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Published July 2002 | public
Journal Article

Puromycin oligonucleotides reveal steric restrictions for ribosome entry and multiple modes of translation inhibition


Peptidyl transferase inhibitors have generally been studied using simple systems and remain largely unexamined in in vitro translation extracts. Here, we investigate the potency, product distribution, and mechanism of various puromycin–oligonucleotide conjugates (1 to 44 nt with 3′-puromycin) in a reticulocyte lysate cell-free translation system. Surprisingly, the potency decreases as the chain length of the oligonucleotide is increased in this series, and only very short puromycin conjugates function efficiently (IC_50 < 50 µM). This observation stands in contrast with work on isolated large ribosomal subunits, which indicates that many of the puromycin–oligonucleotide conjugates we studied should have higher affinity for the peptidyl transferase center than puromycin itself. Two tRNA^(Ala)-derived minihelices containing puromycin provide an exception to the size trend, and are the only constructs longer than 4 nt with any appreciable potency (IC_50 = 40–56 µM). However, the puromycin minihelices inhibit translation by sequestering one or more soluble translation factors, and do not appear to participate in detectable peptide bond formation with the nascent chain. In contrast, puromycin and other short derivatives act in a factor-independent fashion at the peptidyl transferase center and readily become conjugated to the nascent protein chain. However, even for the short derivatives, much of the translation inhibition occurs without peptide bond formation between puromycin and the nascent chain, a revision of the classical model for puromycin function. This peptide bond-independent mode is likely a combination of multiple effects including inhibition of initiation and failure to properly recycle translation complexes that have reacted with puromycin.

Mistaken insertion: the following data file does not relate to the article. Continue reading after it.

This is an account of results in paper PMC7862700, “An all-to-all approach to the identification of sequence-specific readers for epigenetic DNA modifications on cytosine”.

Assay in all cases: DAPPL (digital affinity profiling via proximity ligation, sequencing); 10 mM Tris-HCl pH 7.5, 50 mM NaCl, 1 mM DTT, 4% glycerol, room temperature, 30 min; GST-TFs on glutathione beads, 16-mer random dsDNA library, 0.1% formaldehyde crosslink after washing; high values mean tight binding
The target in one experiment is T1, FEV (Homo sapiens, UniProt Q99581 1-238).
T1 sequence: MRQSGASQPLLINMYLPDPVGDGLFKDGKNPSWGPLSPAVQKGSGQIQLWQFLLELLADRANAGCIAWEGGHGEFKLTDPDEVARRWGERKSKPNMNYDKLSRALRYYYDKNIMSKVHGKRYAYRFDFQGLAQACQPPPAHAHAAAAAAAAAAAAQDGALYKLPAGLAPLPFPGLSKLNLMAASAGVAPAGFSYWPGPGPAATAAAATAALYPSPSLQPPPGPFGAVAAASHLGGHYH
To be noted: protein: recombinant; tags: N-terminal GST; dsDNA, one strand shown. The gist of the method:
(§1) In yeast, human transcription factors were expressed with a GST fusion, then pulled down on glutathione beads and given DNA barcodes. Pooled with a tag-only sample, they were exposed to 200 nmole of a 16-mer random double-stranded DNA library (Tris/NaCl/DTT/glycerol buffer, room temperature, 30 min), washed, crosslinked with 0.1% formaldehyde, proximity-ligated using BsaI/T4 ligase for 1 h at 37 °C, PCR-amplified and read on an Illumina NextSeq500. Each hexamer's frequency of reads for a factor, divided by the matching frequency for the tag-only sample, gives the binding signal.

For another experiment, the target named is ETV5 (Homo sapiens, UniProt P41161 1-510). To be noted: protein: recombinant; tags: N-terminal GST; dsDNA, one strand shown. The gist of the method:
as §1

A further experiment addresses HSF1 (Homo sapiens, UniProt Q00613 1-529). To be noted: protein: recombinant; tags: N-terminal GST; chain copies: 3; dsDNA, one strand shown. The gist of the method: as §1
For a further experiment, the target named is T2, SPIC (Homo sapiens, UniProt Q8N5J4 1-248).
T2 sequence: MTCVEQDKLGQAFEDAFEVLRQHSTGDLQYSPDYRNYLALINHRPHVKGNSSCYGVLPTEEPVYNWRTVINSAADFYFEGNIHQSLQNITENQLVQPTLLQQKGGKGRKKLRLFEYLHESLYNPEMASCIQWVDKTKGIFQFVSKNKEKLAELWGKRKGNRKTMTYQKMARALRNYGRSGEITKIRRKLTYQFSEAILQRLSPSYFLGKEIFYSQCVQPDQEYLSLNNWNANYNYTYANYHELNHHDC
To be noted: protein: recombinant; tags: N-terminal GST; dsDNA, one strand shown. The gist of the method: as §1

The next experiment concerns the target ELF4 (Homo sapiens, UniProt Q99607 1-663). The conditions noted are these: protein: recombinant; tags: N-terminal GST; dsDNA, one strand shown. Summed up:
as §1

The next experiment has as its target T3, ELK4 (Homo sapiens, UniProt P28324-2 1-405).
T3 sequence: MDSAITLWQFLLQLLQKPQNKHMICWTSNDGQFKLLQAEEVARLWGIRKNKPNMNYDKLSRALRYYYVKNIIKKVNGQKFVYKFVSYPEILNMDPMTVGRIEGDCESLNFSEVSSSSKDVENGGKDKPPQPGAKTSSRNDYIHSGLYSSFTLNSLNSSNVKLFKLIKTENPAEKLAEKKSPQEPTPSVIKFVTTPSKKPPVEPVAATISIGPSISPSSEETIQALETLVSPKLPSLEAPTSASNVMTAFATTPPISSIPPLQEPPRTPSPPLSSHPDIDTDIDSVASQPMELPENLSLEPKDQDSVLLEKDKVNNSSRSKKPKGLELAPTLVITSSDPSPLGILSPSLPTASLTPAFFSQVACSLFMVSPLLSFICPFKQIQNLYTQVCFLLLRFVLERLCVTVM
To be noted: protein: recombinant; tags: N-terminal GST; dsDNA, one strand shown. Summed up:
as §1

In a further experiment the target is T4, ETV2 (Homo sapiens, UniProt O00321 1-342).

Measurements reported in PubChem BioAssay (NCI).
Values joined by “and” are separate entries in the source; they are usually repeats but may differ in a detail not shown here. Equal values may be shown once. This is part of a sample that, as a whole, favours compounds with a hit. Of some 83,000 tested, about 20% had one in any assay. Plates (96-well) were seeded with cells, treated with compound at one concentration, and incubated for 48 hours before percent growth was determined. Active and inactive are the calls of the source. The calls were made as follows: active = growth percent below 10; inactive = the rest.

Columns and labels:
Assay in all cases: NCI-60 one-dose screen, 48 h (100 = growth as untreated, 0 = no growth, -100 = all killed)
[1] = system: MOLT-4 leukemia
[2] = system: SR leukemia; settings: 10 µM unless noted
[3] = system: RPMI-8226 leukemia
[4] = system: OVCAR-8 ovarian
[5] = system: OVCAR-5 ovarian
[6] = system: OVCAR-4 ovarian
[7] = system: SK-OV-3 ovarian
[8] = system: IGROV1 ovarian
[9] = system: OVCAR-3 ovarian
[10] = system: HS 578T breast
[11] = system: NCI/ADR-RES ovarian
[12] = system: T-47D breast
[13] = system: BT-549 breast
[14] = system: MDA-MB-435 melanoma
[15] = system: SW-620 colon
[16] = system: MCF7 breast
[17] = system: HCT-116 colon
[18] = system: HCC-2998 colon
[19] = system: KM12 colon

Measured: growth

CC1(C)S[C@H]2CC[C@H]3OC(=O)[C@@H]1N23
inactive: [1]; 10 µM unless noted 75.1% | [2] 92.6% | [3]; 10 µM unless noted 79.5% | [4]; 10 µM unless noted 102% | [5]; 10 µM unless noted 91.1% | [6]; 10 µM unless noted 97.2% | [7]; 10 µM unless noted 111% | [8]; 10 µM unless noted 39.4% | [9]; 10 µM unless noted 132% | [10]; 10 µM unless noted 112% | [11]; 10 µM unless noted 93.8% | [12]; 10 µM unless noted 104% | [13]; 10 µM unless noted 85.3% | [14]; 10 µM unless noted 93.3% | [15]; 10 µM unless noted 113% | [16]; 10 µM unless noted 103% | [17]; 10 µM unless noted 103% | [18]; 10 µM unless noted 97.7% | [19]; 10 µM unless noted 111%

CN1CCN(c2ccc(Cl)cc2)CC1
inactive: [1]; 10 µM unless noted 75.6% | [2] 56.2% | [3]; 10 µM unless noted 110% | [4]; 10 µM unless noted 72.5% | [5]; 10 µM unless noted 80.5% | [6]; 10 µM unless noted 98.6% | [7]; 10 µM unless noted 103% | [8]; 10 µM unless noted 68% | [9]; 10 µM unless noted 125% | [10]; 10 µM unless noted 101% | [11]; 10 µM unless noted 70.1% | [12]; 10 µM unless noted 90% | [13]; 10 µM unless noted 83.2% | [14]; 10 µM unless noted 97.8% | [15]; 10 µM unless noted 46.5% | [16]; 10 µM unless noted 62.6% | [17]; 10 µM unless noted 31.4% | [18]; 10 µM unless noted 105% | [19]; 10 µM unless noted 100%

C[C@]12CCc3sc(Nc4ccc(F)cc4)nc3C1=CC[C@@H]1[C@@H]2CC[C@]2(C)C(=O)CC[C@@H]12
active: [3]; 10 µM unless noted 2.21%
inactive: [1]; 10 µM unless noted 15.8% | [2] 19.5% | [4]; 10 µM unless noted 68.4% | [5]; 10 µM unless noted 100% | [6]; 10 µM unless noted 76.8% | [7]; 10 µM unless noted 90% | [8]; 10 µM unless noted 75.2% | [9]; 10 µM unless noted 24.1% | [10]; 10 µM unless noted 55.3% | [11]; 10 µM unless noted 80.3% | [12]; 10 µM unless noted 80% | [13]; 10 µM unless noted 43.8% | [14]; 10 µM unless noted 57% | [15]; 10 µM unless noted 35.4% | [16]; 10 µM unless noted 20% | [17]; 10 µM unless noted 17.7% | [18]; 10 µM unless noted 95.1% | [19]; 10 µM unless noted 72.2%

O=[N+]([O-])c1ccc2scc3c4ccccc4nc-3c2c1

Additional Information

© 2002 RNA Society. Received February 22, 2002; returned for revision March 23, 2002; revised manuscript received April 19, 2002. We thank Jie Xu for synthesis of N-trifluoroacetyl-puromycin, and Terry T. Takahashi for comments on the manuscript. This work was supported by National Institutes of Health (NIH) Grant R01 GM60416 to R.W.R. and by NIH training grant GM 07616 (S.R.S.).

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